Mike Leigh‘s historical epic Peterloo, details the events that led to Manchester’s devastating 1819 Peterloo Massacre, which saw the British Tory government ordering a brutal military charge into a working-class crowd of peaceful pro-democracy protestors. It’s a well directed historical film that talks about the events which happened 200 years ago – yet at the same time lashes out at present-day politics.
This film is the result of hard work. Running for 154 minutes, dozens of characters and lots of conversations that all build up to its titular origin. Peterloo is an “experience“. Let me clarify: the slow-march toward the awful event is so exciting, that by the way the battle is staged, it all feels so real and even more aggressive. These victims didn’t see any of it coming and actions like this still happen up to this day. It’s interesting to see a seemingly more arthouse film with a serious subject, get promoted as if it was a commercial blockbuster. That makes me ask the question, if they couldn’t have turned it up a notch and make this into a blockbuster with more of a budget and still hold on to its script, to make everything even more epic and reach a wider audience.
The opening sequence puts Joseph (David Moorst), a soldier son of a mill-workers family who’s suffering from PTSD, in the spotlight. He’s covered in dirt and blood in the middle of Waterloo, where Britain just victoriously won the battle. We follow him on his way home, wearing his military redcoat that’s looking rougher by the minute. There’s not really a protagonist in this story, we get to see different point of views throughout the film, though most screen time is reserved for Joseph’s family. They basically stand for a community in the middle of revolution – infuriated by post-war poverty, Parliament’s refusal to extend the vote to the working class and import restrictions. Joseph’s father (Pearce Quigley) attends meetings with radicals, his mother Nellie (a magnificent Maxine Peake) remains her smug self, skeptical of change that will never happen anyway.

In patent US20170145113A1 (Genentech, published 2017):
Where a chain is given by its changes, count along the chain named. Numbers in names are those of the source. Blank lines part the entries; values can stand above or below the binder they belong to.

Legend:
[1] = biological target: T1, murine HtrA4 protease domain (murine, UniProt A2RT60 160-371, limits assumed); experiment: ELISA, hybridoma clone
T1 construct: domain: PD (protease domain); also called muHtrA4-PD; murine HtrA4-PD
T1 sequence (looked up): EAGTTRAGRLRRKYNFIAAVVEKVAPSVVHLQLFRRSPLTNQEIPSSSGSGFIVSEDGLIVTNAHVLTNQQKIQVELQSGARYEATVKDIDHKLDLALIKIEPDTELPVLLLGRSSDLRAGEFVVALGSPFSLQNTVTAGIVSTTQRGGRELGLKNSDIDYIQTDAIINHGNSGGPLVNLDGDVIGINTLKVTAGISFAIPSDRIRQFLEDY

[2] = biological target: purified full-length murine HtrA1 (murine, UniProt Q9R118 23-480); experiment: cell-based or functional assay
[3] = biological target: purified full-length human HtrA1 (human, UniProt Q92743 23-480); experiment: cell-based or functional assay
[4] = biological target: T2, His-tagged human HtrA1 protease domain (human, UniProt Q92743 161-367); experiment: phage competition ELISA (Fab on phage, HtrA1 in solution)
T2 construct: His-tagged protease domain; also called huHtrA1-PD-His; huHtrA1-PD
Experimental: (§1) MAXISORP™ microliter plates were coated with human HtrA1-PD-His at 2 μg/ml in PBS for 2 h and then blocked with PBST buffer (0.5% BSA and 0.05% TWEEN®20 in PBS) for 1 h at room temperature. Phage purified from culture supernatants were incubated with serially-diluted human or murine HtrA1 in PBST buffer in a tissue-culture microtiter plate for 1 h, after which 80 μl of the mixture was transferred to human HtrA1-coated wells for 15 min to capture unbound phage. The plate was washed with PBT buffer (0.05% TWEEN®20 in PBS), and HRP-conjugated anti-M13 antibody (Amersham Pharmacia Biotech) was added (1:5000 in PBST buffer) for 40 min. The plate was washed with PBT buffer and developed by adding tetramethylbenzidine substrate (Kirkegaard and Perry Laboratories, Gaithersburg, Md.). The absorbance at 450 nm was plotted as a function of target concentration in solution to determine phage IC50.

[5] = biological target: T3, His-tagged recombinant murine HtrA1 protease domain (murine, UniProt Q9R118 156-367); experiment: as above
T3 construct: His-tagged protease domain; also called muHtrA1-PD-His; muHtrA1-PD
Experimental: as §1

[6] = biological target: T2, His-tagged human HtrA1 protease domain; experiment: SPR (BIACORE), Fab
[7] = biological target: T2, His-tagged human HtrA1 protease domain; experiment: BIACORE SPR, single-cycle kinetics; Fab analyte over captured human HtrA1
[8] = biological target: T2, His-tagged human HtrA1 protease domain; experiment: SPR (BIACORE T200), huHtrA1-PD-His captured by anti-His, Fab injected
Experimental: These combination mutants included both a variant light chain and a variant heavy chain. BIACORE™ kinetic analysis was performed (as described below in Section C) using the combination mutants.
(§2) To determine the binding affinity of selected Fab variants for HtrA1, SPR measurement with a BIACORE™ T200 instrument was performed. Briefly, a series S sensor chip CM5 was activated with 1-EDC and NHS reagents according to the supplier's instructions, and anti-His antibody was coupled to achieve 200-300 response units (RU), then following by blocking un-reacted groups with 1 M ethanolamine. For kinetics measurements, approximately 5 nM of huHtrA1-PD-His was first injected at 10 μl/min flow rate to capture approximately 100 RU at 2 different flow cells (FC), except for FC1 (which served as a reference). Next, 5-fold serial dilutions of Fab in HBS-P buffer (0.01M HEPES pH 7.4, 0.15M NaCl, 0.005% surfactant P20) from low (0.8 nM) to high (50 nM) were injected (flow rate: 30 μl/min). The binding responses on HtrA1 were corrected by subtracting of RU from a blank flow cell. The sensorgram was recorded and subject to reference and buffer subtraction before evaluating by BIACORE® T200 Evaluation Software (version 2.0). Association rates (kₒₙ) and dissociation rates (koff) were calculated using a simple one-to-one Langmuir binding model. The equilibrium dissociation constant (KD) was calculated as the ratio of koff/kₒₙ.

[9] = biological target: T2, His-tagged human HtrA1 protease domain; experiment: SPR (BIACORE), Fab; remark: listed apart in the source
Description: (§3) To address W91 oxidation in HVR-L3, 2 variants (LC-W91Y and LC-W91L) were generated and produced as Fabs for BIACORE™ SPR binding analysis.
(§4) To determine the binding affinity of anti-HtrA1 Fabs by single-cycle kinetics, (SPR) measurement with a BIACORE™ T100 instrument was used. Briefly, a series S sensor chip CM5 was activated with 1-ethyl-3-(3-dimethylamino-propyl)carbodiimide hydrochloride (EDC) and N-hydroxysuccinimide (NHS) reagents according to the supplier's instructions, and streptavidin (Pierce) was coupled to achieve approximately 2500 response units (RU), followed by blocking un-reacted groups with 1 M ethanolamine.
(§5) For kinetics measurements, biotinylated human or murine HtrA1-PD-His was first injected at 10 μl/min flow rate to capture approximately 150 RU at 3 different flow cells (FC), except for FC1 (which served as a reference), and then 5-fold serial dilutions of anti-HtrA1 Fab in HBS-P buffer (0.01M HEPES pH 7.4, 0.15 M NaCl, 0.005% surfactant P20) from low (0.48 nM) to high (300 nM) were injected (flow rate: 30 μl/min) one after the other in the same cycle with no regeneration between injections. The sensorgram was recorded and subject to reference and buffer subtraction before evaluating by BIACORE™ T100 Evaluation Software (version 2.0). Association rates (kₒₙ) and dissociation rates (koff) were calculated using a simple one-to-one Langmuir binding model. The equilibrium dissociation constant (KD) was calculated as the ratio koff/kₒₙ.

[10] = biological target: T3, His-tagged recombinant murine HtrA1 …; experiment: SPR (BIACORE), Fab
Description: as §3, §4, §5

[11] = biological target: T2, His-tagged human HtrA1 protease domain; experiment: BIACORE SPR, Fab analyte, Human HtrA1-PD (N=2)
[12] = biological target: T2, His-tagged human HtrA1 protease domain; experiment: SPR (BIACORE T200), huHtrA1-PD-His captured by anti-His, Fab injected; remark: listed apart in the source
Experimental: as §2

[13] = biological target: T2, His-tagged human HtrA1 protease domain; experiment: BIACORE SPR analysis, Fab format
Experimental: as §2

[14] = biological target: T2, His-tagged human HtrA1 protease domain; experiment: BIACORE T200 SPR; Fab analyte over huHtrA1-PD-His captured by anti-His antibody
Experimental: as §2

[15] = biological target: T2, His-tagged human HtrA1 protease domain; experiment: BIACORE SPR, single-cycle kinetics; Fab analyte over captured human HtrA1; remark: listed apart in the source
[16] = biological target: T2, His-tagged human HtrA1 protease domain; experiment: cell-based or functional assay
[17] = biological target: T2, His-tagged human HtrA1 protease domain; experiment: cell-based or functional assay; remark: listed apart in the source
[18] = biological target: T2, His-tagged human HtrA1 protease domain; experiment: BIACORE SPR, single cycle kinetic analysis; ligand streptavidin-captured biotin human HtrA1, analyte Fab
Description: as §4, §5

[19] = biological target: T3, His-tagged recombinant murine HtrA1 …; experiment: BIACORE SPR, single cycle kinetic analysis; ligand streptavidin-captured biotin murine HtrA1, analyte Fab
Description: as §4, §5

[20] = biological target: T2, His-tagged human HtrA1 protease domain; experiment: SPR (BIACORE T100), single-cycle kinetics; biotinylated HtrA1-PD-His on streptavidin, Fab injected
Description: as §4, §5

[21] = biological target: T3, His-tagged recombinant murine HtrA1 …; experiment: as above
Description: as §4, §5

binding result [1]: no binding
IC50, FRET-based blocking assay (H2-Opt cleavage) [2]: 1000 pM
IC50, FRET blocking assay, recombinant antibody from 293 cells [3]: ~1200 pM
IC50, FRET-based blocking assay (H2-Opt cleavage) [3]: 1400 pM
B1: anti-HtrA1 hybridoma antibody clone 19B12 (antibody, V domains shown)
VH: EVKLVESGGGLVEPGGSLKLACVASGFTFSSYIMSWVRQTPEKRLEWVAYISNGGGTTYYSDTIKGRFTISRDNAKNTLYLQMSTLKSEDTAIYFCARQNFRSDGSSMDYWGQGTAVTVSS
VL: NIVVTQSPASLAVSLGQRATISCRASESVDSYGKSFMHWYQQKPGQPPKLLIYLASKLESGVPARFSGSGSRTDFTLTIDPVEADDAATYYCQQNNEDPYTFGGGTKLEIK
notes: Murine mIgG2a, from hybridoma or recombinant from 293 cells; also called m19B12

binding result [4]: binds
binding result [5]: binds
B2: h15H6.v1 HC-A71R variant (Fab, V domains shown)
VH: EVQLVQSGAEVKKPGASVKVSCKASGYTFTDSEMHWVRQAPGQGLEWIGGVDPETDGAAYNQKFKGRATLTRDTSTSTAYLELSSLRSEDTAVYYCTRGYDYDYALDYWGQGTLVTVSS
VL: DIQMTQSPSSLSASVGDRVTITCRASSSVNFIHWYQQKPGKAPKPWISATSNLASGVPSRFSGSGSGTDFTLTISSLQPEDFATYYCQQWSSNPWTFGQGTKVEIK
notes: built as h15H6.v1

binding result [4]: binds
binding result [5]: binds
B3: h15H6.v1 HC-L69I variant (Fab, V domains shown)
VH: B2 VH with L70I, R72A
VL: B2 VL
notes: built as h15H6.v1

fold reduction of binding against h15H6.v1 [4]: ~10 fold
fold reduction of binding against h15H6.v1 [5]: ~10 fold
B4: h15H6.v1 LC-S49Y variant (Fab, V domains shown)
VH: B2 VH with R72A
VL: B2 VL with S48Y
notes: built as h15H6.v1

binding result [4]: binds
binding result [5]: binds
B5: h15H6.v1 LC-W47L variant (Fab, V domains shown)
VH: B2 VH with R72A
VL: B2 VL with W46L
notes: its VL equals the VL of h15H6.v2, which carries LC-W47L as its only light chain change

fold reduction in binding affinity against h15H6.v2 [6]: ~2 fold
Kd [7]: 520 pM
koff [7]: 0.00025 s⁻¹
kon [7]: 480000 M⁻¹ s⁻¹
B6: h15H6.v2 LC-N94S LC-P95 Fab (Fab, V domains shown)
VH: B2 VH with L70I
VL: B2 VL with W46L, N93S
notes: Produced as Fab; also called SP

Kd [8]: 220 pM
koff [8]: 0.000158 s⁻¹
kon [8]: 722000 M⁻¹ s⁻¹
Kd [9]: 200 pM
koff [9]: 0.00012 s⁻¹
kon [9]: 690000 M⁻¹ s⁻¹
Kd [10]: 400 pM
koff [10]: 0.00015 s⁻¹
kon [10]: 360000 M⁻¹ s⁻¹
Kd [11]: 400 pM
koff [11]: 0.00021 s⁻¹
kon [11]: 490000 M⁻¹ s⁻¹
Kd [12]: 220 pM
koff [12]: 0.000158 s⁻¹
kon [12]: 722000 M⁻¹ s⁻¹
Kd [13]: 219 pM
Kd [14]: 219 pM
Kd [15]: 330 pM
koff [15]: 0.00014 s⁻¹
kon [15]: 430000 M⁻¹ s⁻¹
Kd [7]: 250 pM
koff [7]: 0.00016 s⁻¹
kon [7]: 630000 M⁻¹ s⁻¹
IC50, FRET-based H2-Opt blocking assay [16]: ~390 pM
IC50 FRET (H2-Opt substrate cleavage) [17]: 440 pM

We soon see another point of view, with spies delivering reports from these radical-meetings to the powerful rich, angry, white men in black robes who love to sanction everyone and everything that doesn’t comply to their point of view on society. These magistrates appoint Sir John Byng (Alastair Mackenzie) as the Northern District commander because of his lack of political interest. These “gentlemen” conclude that upper-class orator Henry Hunt (Rory Kinnear) is their best chance to get some attention from higher-ups, but he is the one that plans a non-violent demonstration on St. Peter’s Field in Manchester, for his democratic followers.
Dick Pope channels 19th century paintings with his cinematography. Which is wonderful for some shots, but gets tiring when everything gets the same half-lit look. Performances by Peake and Kinnear are extraordinary and especially the latter stands out with multiple layers to his character, not afraid to take it to a next level of acting. Jon Gregory‘s exquisite editing skills, give us a clear look at the massacre, focusing on each victim and the violence that everybody had to endure.
Peterloo’s finale will outrage you and delivers on its buildup. This is still an arthouse film and the battle at St. Peter’s Field misses the grandeur of other historic epos, but it concentrates on the characters we met and respects these storylines like only writer and director Mike Leigh could’ve done. Peterloo isn’t perfect, but it is unexpected in every way and one stirring piece of filmmaking that you don’t want to miss.
Peterloo will play at select cinemas in major Australian cities this Thursday May 16.
Review by Seth Eelen
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